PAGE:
Aesthetics and Local Opposition: Can You Stop the Wind?

Quality wind power depends on selecting the areas where the wind is most consistent and strong, but this is not necessarily where there are large numbers of people demanding energy. On the contrary, "the highest-quality largest-scale wind resources usually are far from the main centers of demand, i.e., where people live and work" (NRC 33). Building far away means additional costs and environmental impacts due to transportation, transmission lines, etc.

protestors & signs
Protest against wind turbines in South Gippsland, Australia
On the other hand, building close to people has aesthetic impacts that can raise local opposition. Although some find wind facilities attractive and dynamic, to others they are strange and unwieldy and detract from an area's local character. Frequently, they do not fit in with planning and zoning; "the turbines often are taller than any local zoning ordinance ever envisioned, and they are impossible to screen from view" (NRC 143). At times they may disrupt an area's historic or even religious significance. Moreover, turbine noise can reach troublesome levels within a half mile radius, although generally no further (NRC 153). In addition, their flickering shadows can cause unsettling feelings, at least in northern Europe because of the obliqueness of the sun's angle, although this is not a problem in the continental United States (NRC 160).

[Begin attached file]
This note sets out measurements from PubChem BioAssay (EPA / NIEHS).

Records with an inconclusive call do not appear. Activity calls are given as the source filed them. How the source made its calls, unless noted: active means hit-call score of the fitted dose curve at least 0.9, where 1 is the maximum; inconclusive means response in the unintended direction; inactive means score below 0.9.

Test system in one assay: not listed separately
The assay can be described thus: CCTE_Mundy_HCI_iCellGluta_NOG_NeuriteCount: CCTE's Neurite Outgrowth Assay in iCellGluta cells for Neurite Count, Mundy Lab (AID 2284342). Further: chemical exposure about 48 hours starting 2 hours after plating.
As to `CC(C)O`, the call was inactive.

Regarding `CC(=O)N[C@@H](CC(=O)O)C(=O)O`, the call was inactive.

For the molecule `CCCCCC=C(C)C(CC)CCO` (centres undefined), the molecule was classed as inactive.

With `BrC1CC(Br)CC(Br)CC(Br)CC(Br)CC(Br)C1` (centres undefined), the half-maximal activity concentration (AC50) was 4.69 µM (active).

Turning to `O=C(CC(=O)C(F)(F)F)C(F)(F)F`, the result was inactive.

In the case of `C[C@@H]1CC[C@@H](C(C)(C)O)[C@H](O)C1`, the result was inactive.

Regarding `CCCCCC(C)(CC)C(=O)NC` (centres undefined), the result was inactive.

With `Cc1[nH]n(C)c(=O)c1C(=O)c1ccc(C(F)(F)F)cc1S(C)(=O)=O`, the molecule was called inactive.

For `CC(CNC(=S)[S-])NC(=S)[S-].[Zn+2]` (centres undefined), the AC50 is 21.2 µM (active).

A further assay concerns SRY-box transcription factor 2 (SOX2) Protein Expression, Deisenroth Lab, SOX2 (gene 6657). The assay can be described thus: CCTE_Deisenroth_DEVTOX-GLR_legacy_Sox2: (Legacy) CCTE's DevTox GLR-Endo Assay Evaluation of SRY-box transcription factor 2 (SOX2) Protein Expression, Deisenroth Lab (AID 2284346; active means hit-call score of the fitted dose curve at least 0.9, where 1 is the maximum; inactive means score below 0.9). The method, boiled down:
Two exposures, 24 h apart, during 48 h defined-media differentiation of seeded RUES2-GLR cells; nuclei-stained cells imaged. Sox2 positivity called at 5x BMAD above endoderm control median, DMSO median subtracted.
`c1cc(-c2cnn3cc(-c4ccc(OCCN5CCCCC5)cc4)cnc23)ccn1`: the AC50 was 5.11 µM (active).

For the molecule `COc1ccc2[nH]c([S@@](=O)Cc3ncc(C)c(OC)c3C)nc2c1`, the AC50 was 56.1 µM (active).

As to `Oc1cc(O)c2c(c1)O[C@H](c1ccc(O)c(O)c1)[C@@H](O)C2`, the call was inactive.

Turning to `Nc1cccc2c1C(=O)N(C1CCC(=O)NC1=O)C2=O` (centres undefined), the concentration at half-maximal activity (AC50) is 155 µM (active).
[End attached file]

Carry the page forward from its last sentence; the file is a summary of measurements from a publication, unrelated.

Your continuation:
All of these problems can generate local opposition to a given wind project, through what is sometimes called the "Not in My Back Yard," or NIMBY, factor. For instance, North Carolina residents objected to a wind power project, raising "questions about the prospect of living near wind turbines that would dwarf the Cape Lookout lighthouse and stand taller than the Wachovia building in downtown Raleigh" (Rawlins). More famous is the Cape Cod project "to install 130 windmills taller than the Statue of Liberty across a shallow 24-square-mile area about 6 miles off Cape Cod" (Ebbert). Local opposition dramatized their objections through "a troupe of actors who wore fisherman's gear, a chef's hat, and a bird costume to represent, respectively, the commercial, tourism, and avian interests they say would be hurt by the wind farm. The bird, wearing Band-Aids, begged fervently to be saved" (Ebbert). The project was also opposed by environmental icon Robert F. Kennedy, who regularly vacations in Cape Cod, and led to division within the environmental movement.

Go To Wind, Wind Everywhere